Studying evolution

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(Host) The scientific theory of Evolution has been accepted as fact for more than a century. Commentator Ruth Page believes it’s a sheer waste of time to be forced to defend it against those who want schools to question such solid science.

(Page) When scientists develop a new, comprehensive theory such as the theories of gravitation, evolution, atomics, relativity and others, they spend years accumulating solid knowledge in order to formulate it. Then they publish it in full detail in books and scientific journals for other scientists all over the world to consider. Everyone is invited to shoot holes in it. After some years go by, if other scientists find more and more facts to confirm the theory and none to contradict it — even though it may become more fully fleshed out as time goes on — it is accepted as fact not only by science but by all of us.

Scientific theories are not just bright ideas; they’re based on accumulated information and careful, logical thought. That’s why much of the American and foreign press is stunned to find out that some Americans refuse to accept evolution as fact, fearing it somehow impacts their religion. Science and religion are two widely different areas of understanding, the factual, and the spiritual; neither can damage the other.

The few school systems, including Georgia’s, that wish to teach creationism as well as evolution, indicating they are equal belief choices students can consider, worry the colleges and universities within their own states. They also invite a wide range of colleges country-wide to hesitate about accepting their seniors into the college’s freshman class.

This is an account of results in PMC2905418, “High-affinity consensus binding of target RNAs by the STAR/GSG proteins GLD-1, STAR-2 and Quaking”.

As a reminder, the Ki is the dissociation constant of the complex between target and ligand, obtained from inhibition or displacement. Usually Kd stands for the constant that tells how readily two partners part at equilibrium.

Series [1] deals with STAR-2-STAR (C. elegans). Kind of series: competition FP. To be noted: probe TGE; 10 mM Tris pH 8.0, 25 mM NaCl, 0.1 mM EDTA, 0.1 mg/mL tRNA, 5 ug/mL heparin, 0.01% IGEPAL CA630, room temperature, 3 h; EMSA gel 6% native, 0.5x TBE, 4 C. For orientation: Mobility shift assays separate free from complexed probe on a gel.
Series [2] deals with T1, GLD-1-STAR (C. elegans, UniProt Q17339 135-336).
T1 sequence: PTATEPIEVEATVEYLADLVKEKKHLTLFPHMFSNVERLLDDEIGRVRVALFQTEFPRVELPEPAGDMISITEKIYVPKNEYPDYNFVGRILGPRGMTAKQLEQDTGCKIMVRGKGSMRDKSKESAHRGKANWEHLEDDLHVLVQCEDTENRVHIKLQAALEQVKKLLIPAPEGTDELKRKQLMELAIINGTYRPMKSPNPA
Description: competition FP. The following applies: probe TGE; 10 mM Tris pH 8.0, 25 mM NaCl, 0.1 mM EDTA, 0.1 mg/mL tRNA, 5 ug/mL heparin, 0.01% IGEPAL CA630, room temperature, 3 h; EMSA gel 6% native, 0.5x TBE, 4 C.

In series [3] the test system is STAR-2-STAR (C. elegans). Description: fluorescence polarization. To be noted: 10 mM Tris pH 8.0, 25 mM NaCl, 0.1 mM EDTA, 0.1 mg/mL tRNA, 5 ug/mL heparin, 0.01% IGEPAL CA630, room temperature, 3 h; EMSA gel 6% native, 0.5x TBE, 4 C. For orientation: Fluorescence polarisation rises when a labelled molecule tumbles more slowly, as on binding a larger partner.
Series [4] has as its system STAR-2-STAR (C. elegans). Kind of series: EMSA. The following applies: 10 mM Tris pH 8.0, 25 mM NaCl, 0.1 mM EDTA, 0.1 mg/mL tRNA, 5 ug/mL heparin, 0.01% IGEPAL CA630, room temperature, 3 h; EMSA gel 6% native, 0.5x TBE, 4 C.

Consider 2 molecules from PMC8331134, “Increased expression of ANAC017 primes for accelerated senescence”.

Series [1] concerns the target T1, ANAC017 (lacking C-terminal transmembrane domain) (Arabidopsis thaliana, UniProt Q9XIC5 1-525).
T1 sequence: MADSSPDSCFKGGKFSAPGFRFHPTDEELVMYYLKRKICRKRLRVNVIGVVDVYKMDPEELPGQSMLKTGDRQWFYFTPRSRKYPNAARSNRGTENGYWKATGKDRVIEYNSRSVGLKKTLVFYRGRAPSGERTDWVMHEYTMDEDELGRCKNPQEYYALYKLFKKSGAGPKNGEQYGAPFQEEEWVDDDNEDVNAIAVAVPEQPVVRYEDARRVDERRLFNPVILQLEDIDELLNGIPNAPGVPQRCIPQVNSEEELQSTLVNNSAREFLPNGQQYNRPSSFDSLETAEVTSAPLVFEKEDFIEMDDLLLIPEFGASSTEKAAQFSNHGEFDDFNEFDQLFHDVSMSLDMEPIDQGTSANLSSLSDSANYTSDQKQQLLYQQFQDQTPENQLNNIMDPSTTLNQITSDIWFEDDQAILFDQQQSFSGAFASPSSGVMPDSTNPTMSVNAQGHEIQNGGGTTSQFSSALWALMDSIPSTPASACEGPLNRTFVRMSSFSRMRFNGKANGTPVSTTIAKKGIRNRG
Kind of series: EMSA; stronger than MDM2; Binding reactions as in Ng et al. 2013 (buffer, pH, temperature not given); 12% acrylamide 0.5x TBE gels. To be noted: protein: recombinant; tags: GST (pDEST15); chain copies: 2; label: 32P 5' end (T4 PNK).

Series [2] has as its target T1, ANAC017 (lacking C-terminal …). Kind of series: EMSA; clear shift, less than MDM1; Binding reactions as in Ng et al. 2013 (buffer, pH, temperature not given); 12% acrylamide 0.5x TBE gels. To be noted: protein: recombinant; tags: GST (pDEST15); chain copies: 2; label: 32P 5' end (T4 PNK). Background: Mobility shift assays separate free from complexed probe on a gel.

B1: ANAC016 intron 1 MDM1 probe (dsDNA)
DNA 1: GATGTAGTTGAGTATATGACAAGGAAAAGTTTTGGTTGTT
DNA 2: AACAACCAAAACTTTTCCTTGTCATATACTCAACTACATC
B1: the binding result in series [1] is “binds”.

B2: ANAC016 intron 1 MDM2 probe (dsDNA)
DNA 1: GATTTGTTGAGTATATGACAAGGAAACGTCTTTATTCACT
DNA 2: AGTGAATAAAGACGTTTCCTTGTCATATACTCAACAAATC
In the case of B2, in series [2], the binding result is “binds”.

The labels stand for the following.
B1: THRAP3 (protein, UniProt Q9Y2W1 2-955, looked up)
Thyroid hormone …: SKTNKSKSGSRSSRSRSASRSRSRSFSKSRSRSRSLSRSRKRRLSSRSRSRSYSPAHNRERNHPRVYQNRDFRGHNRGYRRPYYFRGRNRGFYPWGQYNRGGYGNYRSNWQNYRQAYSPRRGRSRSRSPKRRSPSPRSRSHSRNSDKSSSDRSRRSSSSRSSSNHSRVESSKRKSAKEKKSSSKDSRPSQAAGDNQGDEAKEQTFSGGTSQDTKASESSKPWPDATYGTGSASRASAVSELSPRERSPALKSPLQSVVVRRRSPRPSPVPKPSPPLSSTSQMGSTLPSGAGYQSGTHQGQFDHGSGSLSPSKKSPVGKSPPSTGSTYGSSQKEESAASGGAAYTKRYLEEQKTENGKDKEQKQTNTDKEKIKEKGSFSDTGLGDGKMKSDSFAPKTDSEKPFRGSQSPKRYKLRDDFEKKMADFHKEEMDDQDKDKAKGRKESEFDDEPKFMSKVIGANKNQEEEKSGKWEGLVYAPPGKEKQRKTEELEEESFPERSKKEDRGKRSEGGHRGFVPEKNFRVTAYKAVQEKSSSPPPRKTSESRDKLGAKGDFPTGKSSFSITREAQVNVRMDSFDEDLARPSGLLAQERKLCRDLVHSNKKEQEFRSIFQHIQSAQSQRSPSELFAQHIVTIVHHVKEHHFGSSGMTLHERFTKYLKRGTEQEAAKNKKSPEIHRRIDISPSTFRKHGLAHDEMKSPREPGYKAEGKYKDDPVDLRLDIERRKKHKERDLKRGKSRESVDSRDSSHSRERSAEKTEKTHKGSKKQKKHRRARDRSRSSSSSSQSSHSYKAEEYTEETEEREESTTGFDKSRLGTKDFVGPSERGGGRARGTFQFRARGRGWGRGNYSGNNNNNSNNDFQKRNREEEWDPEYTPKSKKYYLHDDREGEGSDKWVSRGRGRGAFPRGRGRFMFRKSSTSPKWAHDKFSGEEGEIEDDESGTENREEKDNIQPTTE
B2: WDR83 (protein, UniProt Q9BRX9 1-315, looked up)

The November National Geographic goes after the false reasoning of the anti-Darwinians head on. It points out that evolution is visible all around us (if viruses, bacteria and other quick-changers didn’t evolve, we wouldn’t have to worry about creating new controls for them).

In Georgia, science teachers were furious when the state school superintendent proposed a new science curriculum that dropped the word “evolution”, replacing it with “changes over time.” And starting in 2002, Georgia school officials in Cobb County got stickers on high school biology texts saying evolution should be “critically considered.” An Emory University biologist commented, “People want to project the image that Georgia is a modern state…then something like this happens.”

Scientists have many desperately serious demands on their time and hate being forced to defend facts that have stood the test of well over a century and a half of study and been fully vindicated. Let’s waste no more time on this outdated, wrong-headed notion and suggest that anyone flummoxed by the Theory of Evolution see what they can make of the Theory of Gravity. And if they fear evolution theory contradicts the Bible, what do they think of the Theory of Relativity?

This is Ruth Page, considering that the USA has a great deal more serious worries to trouble it, without rehashing disproven notions about evolution.

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